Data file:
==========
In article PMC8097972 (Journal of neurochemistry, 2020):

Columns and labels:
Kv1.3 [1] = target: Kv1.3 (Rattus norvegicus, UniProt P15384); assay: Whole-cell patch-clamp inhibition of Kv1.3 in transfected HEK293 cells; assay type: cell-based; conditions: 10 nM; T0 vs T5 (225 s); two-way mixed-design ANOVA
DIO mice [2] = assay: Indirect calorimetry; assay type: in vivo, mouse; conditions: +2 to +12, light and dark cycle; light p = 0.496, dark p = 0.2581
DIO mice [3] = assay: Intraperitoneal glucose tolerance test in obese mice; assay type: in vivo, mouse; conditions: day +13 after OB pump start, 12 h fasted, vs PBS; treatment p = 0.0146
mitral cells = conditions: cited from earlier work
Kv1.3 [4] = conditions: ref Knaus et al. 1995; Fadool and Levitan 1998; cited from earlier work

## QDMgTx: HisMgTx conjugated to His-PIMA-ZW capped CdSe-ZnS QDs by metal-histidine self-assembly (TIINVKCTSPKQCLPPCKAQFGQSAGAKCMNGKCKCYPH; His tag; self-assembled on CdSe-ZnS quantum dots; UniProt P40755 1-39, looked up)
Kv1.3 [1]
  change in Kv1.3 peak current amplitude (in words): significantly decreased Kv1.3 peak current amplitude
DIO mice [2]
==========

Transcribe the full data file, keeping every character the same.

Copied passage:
In article PMC8097972 (Journal of neurochemistry, 2020):

Columns and labels:
Kv1.3 [1] = target: Kv1.3 (Rattus norvegicus, UniProt P15384); assay: Whole-cell patch-clamp inhibition of Kv1.3 in transfected HEK293 cells; assay type: cell-based; conditions: 10 nM; T0 vs T5 (225 s); two-way mixed-design ANOVA
DIO mice [2] = assay: Indirect calorimetry; assay type: in vivo, mouse; conditions: +2 to +12, light and dark cycle; light p = 0.496, dark p = 0.2581
DIO mice [3] = assay: Intraperitoneal glucose tolerance test in obese mice; assay type: in vivo, mouse; conditions: day +13 after OB pump start, 12 h fasted, vs PBS; treatment p = 0.0146
mitral cells = conditions: cited from earlier work
Kv1.3 [4] = conditions: ref Knaus et al. 1995; Fadool and Levitan 1998; cited from earlier work

## QDMgTx: HisMgTx conjugated to His-PIMA-ZW capped CdSe-ZnS QDs by metal-histidine self-assembly (TIINVKCTSPKQCLPPCKAQFGQSAGAKCMNGKCKCYPH; His tag; self-assembled on CdSe-ZnS quantum dots; UniProt P40755 1-39, looked up)
Kv1.3 [1]
  change in Kv1.3 peak current amplitude (in words): significantly decreased Kv1.3 peak current amplitude
DIO mice [2]